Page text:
One of my daily activities used to be checking out on Thai-blogs for posts our regular contributors. Now besides Thai-Blogs, I check out on the http://www.millionbahtproject.com/ to see how it is doing. I guess this act is very similar to my checking on my garden nursery to see if the potato plant has grown another inch or not, and whether my fishes in the pond are healthy and grown bigger.
like most of you reading this blog, I am of the impression that Richard and his team must be doing very well with so many sites and hits per day. The Google Ads will be sufficient to make ends meet and help set aside some tidy sum for their early retirement, like one of reader said. Thanks Richard for being forthcoming and open about the needs for funding and let the community share his burden.
Last nite, I was in an upmarket Pub in Bangsar, Kuala Lumpur having a drink with 2 Malay friends. By statute, the Malay friends are Muslims and in reality, they aren’t. One of them was very excited as his wife is pregnant. I have to leave early leaving the 2 the honor to pick up the tab. Easily the bill would be more than USD40, methinks. While driving back (I was still sober until I reach home and jump into my bed without clothes change), I was thinking that the physical community and forum are really expensive considering the time spent and discomfort (smoke) received.
The Thai sites and forums that Richard hosts give us so much enjoyment, learning experience, explosure, fraternity, and most of all, a virtual community (or PUB if you will) for all Thai aficionados to meet, get-together and share their experience in living virtually in Thailand. You have people virtually of all nationalities (Richard will have the statistics) and races living in this “virtual Thailand”, some spending as much as a few hours a day.
I must admit that I am quite disappointed to see that as of today, only 22 squares were taken. In fact on the first week, I expected the take up rate will be very encouraging so as to create a momentum to carry on.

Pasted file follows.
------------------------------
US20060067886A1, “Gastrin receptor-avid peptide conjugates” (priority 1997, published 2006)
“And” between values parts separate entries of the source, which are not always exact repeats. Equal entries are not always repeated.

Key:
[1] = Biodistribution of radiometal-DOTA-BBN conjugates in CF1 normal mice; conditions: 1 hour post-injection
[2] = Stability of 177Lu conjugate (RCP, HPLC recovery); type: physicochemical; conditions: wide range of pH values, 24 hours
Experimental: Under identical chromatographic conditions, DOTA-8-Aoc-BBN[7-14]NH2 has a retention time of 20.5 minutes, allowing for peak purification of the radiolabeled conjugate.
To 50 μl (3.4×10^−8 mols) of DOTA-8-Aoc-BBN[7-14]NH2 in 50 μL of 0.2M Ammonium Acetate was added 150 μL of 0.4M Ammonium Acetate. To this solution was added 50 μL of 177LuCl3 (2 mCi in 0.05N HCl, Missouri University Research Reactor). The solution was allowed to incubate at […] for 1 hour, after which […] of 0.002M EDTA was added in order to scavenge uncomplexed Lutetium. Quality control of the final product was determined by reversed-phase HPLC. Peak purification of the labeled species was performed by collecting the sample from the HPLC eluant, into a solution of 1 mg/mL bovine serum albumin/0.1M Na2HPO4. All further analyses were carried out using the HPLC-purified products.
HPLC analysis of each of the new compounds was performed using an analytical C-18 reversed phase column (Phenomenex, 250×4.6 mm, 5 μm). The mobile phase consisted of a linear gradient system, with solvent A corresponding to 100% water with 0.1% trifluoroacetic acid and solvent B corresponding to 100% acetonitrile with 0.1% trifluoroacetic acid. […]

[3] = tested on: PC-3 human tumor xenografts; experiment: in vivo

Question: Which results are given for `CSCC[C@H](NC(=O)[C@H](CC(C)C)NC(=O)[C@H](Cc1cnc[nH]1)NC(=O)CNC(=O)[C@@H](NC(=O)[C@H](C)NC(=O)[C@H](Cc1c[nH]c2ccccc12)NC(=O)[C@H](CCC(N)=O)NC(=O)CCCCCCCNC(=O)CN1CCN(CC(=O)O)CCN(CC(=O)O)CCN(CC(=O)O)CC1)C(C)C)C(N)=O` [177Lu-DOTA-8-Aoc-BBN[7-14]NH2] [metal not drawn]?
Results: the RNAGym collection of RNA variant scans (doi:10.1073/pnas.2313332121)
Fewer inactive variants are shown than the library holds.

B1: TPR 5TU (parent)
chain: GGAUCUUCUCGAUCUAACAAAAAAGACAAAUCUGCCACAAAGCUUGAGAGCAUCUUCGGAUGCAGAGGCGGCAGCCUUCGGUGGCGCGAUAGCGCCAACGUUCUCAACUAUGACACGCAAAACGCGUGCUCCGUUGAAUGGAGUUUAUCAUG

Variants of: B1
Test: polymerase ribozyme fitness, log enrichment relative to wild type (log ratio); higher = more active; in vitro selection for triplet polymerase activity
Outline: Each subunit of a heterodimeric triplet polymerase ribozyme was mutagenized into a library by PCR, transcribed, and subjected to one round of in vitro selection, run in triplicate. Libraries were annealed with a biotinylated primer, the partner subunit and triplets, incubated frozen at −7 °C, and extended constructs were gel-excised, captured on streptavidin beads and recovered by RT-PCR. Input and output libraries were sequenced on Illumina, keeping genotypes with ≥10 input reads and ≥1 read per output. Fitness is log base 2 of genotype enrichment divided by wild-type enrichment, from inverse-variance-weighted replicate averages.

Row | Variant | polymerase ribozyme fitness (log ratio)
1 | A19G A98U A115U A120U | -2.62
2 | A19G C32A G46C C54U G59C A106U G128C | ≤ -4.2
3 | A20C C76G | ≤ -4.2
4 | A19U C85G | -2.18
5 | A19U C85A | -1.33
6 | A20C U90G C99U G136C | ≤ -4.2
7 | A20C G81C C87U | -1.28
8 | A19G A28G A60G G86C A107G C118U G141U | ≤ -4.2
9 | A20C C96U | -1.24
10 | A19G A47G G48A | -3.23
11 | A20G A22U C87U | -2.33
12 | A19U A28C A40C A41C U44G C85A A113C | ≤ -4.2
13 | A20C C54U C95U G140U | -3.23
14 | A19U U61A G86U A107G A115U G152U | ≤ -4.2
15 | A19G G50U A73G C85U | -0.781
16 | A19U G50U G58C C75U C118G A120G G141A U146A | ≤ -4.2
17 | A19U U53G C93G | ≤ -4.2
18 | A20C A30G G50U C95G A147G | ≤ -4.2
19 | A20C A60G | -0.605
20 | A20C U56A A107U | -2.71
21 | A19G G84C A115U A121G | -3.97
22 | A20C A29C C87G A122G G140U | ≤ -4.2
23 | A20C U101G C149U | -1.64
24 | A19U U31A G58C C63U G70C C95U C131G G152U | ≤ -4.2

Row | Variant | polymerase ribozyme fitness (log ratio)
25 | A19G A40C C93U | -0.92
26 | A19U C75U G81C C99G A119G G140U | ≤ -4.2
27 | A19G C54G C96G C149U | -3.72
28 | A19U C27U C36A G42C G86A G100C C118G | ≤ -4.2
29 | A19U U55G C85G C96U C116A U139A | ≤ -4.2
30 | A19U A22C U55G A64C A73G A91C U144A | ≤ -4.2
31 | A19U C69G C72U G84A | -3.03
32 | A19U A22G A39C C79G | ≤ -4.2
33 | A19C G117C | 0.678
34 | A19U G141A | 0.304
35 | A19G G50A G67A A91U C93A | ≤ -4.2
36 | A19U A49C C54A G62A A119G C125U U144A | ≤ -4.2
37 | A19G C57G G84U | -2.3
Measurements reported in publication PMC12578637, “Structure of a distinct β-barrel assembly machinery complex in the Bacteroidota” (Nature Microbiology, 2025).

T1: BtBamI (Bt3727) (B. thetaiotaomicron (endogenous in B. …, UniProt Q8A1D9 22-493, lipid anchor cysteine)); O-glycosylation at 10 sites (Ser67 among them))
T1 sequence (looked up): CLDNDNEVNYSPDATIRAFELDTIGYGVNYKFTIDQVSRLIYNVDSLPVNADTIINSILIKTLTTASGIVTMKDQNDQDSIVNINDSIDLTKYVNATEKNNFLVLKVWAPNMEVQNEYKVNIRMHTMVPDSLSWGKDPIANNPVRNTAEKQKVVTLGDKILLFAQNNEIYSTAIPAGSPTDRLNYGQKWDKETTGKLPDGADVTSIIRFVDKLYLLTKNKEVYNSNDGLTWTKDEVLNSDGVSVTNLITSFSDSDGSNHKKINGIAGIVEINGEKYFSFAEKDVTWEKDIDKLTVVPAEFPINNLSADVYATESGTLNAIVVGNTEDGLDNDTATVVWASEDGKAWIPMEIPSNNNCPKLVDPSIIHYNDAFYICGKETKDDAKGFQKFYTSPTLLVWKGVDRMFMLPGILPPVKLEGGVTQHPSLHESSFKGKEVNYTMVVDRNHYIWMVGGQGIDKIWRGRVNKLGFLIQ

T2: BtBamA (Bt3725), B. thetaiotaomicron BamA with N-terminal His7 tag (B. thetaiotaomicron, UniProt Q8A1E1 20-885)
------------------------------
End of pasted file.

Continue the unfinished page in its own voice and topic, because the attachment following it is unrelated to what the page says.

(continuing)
Thais are known to be generous. I have the experience of putting up a night in a stranger’s house in a small village in MaeChan area. This guy whom I got to know me a few hours ago in the bus station invited me to his village and house. Though financially poor, he gave me his best – food and shelter. The villagers nearby came to have meals and chatted with me.
As foreigners and visitors, we really have to a lot to learn about Thai generosity. I believe if the regulars and silent visitors were to have the generousity of the Thais, the MBP will be a great success. Some of us are really fortunate to live in richer countries and earn a decent living. Compared to what the Thais get (see Richard’s blog on “Average Monthly Wage in Thailand” (http://www.thai-blogs.com/index.php?blog=5&p=498&more=1&c=1&tb=1&pb=1), we definitely have more loose change for a little merit making like the MBP.
We pay monthly for Sports or Golf club, and sometimes too busy to even use the green and facilities. My monthly Golf club membership fee is about USD20 but I seldom step into the club even it is of walking distance, sigh. The virtual Thai Community is like a club, we need people to upkeep the facilities and ensure the survival. There is a Chinese saying that roughly translates to “It is easier to build an enterprise than to maintain it.”
Let’s help to keep our virtual Thai Community going with our loose change. That reminds me of what my son said about tippings – Little money brings a lot of happiness, to the giver and the receiver. Good nite.